IB Chemistry HL

Revision Notes

15.2.5 Free Energy & Equilibrium

Free Energy & Equilibrium

  • When ΔG < 0 for a reaction at constant temperature and pressure, the reaction is spontaneous
  • When a reversible reaction reaches equilibrium, the Gibbs free energy is changing as the ratio of reactants to products changes
  • For non-reversible reactions:
    • As the amount of products increases, the reaction moves towards completion
    • This leads to a decrease in Gibbs free energy
  • For reversible reactions:
    • As the amount of products increases, the reaction moves towards equilibrium
    • This causes a decrease in Gibbs free energy
  • At the point of equilibrium, Gibbs free energy is at its lowest as shown on the graph:

 

 

Gibbs free energy changes as the reaction proceeds

  • In section 1 of the graph, the forward reaction is favoured and the reaction proceeds towards a minimum value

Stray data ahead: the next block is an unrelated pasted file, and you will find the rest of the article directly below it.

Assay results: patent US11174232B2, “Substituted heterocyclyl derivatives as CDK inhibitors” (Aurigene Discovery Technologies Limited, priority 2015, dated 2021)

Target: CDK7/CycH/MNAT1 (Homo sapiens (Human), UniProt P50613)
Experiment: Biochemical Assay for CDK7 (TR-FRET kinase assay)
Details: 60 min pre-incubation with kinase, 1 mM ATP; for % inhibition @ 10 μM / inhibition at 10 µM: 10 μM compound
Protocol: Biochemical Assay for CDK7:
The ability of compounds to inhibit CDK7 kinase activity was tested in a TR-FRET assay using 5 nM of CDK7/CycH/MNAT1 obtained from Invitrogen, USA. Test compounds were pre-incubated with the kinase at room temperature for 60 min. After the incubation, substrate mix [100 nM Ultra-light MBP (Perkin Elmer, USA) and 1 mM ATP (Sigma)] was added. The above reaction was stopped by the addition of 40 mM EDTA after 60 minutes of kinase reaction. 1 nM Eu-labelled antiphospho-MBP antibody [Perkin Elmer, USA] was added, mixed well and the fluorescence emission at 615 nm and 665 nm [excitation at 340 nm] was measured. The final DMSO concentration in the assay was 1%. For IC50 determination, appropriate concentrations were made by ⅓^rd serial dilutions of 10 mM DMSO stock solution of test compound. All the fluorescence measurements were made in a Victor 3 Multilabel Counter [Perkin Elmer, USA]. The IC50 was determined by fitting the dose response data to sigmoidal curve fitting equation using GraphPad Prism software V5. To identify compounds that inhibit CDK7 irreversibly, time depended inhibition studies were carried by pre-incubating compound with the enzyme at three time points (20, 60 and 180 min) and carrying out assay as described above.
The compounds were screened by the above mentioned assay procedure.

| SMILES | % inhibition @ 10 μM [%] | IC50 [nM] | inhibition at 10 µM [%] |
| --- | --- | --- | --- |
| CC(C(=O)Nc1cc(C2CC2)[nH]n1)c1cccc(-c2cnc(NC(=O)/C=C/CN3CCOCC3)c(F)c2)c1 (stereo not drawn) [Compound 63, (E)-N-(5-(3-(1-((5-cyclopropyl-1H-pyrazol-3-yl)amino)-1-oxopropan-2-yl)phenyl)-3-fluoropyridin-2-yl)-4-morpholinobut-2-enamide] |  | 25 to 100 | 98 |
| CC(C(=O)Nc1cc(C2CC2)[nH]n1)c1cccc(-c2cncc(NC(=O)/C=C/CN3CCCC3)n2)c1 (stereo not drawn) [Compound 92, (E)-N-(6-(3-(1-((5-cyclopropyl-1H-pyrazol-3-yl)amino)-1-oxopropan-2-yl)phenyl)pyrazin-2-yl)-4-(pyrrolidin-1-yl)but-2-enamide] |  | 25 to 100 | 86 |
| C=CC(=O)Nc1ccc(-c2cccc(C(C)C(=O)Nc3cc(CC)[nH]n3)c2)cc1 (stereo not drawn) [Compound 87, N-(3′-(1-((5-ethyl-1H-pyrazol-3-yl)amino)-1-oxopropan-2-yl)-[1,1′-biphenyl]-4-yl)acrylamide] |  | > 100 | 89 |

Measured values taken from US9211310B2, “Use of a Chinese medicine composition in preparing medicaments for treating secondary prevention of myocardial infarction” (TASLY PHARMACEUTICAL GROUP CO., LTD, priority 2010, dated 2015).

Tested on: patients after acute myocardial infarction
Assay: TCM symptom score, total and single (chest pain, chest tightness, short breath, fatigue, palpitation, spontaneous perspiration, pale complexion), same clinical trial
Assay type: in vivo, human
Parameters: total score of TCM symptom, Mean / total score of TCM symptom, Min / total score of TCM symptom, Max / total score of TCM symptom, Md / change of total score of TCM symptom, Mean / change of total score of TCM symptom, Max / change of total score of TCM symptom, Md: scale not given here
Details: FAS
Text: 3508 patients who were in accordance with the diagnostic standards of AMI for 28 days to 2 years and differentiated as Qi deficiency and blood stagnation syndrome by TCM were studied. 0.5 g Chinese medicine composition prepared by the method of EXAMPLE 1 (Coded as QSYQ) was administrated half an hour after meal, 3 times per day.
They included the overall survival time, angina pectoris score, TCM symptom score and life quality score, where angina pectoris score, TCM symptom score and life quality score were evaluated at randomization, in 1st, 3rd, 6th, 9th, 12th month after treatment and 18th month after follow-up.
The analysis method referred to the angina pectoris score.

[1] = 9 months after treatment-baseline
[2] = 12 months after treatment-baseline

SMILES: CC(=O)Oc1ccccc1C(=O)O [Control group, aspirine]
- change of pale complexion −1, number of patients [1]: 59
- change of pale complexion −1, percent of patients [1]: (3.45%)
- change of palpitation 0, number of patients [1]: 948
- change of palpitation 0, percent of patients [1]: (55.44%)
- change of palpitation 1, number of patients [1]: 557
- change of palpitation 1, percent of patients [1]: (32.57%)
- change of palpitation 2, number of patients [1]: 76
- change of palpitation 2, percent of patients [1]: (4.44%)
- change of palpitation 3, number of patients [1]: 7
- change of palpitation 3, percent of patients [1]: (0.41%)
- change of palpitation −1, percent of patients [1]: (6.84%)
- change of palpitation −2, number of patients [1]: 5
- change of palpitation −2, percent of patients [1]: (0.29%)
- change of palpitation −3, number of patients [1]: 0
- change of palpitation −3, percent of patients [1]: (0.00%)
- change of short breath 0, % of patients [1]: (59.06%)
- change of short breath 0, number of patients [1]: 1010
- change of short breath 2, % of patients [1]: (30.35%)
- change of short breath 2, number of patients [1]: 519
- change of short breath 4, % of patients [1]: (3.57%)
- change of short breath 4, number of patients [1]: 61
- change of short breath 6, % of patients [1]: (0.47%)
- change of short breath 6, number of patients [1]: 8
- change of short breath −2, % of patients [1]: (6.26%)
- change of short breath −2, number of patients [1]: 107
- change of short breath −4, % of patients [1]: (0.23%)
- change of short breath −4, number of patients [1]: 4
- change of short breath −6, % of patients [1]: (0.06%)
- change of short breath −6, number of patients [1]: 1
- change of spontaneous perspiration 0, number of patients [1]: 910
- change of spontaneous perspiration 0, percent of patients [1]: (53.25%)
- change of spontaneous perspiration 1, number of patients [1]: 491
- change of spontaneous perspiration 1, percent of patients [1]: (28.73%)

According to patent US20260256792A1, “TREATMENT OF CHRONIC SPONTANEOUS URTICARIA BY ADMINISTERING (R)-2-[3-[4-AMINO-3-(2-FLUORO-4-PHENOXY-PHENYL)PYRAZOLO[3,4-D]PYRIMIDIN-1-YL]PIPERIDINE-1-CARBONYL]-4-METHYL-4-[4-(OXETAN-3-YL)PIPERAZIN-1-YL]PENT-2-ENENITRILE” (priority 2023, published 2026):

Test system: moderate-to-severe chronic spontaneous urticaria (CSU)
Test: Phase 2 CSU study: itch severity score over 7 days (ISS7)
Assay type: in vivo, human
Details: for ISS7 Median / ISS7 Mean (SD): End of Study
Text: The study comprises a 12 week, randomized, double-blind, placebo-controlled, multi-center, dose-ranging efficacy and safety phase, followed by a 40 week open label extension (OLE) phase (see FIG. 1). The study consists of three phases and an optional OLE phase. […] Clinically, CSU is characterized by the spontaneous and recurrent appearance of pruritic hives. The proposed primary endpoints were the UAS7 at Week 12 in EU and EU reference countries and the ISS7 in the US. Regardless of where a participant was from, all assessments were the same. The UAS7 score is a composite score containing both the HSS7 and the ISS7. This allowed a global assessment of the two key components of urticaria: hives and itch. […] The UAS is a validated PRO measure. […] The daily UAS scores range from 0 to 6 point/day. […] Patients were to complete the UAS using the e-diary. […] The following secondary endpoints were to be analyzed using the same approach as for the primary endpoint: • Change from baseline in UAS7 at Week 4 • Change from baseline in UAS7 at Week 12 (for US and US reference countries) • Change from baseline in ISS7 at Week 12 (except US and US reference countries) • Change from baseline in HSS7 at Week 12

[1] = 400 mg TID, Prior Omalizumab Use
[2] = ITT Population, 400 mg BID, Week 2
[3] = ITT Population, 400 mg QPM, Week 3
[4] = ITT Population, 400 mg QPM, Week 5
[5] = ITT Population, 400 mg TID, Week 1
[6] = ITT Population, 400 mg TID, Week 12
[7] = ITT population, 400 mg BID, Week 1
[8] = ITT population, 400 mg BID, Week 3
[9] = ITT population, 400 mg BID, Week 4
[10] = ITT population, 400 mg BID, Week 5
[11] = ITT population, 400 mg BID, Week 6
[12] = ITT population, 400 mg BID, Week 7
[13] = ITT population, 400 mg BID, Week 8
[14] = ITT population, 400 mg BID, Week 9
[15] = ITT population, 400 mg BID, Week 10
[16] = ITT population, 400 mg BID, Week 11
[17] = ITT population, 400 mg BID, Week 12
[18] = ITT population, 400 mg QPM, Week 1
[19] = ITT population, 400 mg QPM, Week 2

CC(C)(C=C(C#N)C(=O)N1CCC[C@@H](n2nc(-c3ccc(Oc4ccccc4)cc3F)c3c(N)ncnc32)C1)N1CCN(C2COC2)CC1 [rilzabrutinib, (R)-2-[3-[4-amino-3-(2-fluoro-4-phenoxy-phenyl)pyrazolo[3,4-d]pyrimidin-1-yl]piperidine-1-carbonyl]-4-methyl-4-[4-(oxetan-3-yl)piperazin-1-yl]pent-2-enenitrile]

• Having reached a point of equilibrium, the Gibbs free energy increases
    • This is when the reaction becomes non-spontaneous (section 2)
  • The reverse reaction now becomes spontaneous and the Gibbs free energy again reaches the minimum value, so heads back towards equilibrium
  • The reaction will be spontaneous in the direction that results in a decrease in free energy (becomes more negative)
  • When the equilibrium constant, K, is determined for a given reaction, its value indicates whether the products or reactants are favoured at equilibrium
  • ΔG is an indication of whether the forward or backward reaction is favoured

 

 

 

Graph for a spontaneous reaction

 

 

 

Graph for a non-spontaneous reaction 

  • The quantitative relationship between standard Gibbs free energy change, temperature and the equilibrium constant is represented by:

ΔG = –RT In K 

 

 

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